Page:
Deer survive in many cases by conserving energy and foraging on natural browse. They will feed within larger food plots or crops left over from the fall harvest where available, but supplemental feeding can do more harm than good as deer start to behave unnaturally.

“They can lose their fear of people, they can be more aggressive at feed sites and then you might have them crossing roads to get to these areas where they wouldn’t necessarily be doing that and then you have deer/vehicle collision increases,” Keller said. “Then there’s the health issues of it’s generally not good for deer. It can cause problems, especially if you go from a situation where they’re eating very poor types of forage and then they switch to a very high-carb corn diet very quickly. That can sometimes cause death. In general, it’s just not a good idea to feed deer, and you’ll see that messaging coming out from pretty much any state agency, even in areas where they don’t have CWD.”

The best way people can help deer this time of year is often to simply leave them alone.

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“Especially if you have any area on your property where deer like to bed down, don’t disturb them,” Keller said. “Them having to get up and move around, maybe it’s people going to fill their feeders, they’re disturbing deer. Deer also are getting up to go to those feeders when they could be resting and conserving their energy. In most cases, it’s best to just stay out of the woods and let deer be. In most cases, they’ll be OK.”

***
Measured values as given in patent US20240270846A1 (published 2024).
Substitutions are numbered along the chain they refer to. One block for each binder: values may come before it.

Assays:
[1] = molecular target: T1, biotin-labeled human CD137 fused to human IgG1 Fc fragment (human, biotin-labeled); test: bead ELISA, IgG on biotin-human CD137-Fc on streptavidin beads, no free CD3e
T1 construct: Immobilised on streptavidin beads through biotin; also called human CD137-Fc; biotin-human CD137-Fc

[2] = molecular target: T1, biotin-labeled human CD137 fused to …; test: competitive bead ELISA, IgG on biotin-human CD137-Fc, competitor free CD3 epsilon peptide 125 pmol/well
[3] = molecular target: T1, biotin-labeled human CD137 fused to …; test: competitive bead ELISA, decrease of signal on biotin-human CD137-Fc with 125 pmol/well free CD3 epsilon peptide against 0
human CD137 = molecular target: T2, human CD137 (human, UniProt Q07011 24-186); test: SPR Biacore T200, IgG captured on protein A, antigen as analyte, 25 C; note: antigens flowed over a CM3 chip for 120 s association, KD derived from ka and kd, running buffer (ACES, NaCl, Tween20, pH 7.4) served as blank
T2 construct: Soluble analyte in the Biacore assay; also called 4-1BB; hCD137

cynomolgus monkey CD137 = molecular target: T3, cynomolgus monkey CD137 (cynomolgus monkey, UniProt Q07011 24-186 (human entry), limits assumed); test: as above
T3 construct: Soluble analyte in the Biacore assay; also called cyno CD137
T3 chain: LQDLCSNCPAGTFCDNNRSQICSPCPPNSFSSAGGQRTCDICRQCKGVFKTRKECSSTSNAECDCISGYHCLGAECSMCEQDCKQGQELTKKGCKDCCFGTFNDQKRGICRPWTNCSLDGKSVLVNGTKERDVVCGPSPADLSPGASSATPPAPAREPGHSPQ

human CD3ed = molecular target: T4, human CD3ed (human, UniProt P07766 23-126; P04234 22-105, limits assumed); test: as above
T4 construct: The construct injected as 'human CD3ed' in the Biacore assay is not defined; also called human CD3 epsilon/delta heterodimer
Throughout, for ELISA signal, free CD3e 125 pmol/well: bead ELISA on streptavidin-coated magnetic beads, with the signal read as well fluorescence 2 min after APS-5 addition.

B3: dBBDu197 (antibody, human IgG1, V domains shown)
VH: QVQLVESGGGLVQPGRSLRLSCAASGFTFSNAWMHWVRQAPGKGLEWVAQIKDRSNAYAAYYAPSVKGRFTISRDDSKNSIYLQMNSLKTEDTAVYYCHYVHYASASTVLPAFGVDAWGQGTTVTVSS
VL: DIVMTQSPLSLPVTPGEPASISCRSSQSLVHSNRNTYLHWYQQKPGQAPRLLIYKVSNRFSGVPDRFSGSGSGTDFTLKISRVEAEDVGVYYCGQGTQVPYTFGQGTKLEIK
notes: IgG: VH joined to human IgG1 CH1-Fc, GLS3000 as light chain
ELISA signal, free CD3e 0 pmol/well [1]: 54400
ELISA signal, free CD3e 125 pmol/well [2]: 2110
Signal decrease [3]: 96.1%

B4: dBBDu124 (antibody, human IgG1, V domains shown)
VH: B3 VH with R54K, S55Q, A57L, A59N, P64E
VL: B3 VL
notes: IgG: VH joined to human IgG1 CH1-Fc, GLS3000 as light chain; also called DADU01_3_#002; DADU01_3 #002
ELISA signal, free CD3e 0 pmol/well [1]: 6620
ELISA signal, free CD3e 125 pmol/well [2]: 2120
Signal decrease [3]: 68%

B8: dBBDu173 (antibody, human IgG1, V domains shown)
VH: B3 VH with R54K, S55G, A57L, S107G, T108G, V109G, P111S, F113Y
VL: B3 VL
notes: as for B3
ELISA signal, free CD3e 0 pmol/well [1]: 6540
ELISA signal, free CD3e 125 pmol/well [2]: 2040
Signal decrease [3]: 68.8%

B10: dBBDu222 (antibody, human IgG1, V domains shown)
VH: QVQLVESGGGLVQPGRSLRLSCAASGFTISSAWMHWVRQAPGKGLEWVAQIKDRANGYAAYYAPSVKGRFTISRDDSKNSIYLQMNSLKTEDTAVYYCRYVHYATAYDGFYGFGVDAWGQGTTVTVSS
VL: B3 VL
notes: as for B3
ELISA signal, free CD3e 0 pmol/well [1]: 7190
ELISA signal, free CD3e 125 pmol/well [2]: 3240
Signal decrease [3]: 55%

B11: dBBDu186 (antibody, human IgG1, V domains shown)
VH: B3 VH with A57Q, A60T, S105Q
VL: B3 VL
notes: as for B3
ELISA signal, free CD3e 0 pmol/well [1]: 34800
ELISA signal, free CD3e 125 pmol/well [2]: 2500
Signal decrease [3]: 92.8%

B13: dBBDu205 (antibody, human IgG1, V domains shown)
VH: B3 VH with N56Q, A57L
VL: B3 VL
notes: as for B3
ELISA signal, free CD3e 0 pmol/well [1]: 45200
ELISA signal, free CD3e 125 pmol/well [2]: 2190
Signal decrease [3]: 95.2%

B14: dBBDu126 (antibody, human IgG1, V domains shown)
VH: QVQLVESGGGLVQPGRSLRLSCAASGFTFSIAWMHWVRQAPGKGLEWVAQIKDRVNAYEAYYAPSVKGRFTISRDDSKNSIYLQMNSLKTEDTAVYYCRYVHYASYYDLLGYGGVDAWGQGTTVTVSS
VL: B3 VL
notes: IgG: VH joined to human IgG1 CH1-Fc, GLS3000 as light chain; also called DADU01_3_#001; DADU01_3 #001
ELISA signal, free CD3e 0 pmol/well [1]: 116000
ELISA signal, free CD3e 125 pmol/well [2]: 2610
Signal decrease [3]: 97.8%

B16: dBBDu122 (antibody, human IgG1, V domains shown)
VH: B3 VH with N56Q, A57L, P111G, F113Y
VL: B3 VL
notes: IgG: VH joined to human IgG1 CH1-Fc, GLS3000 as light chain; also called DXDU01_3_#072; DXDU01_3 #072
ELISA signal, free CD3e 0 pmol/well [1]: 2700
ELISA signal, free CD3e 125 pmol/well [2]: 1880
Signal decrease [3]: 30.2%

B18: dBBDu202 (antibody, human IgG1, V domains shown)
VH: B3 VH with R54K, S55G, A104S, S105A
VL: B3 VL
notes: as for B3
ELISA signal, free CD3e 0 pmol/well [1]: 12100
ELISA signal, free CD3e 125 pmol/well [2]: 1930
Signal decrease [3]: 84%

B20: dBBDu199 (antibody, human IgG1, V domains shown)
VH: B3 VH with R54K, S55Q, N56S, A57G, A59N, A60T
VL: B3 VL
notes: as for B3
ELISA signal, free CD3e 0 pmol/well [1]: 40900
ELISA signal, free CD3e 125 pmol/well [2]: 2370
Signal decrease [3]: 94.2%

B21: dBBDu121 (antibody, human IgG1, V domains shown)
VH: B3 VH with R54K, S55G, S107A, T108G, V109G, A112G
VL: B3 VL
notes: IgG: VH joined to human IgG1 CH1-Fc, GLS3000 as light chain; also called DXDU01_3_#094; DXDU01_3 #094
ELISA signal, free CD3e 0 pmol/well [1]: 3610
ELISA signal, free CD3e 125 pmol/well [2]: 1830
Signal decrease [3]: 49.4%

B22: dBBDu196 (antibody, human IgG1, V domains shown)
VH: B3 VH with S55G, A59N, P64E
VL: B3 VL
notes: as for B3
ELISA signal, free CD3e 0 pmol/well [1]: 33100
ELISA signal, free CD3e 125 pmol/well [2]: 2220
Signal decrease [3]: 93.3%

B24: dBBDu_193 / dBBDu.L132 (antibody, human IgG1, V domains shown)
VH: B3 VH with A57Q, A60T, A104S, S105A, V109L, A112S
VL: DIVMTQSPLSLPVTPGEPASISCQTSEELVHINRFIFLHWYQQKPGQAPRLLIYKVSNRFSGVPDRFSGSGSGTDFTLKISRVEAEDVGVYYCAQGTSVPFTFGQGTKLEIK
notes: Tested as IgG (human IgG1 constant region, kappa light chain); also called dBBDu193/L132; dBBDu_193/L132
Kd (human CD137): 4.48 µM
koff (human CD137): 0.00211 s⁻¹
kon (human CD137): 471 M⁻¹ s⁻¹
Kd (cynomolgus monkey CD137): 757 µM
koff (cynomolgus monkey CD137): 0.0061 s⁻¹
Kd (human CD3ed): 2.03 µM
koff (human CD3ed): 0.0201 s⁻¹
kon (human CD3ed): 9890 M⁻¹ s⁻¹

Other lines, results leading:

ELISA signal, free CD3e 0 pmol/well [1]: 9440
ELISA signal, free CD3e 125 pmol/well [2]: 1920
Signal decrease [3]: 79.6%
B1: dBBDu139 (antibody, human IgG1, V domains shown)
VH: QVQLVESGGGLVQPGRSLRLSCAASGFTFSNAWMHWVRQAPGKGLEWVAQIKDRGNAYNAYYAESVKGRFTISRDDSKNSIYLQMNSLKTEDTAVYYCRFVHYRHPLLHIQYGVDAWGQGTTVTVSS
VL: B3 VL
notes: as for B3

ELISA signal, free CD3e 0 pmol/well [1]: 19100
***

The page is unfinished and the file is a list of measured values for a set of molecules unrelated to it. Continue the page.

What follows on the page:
MINNESOTA COUNTIES INCLUDED IN DEER FEEDING BAN -- Beltrami, Itasca, Koochiching, Lake of the Woods, Roseau, Carlton, Chisago, Douglas, Isanti, Kanabec, Pine, Pope, and Stearns

MINNESOTA COUNTIES INCLUDED IN DEER FEEDING AND ATTRACTANT BAN -- Clearwater, Mahnomen, Marshall, Norman, Pennington, Polk, Red Lake, Aitkin, Cass, Crow Wing, Dakota, Dodge, Fillmore, Freeborn, Goodhue, Hennepin, Houston, Hubbard, Mille Lacs, Morrison, Mower, Olmsted, Ramsey, Rice, Scott, Steele, Todd, Wabasha, Wadena, Washington and Winona

Related Topics: OUTDOORS ISSUESMINNESOTA
Eric Morken is a sports and outdoor editor at the Echo Press Newspaper in Alexandria, Minnesota, a property of the Forum News Service. Morken covers a variety of stories throughout the Douglas County area, as well as statewide outdoor issues.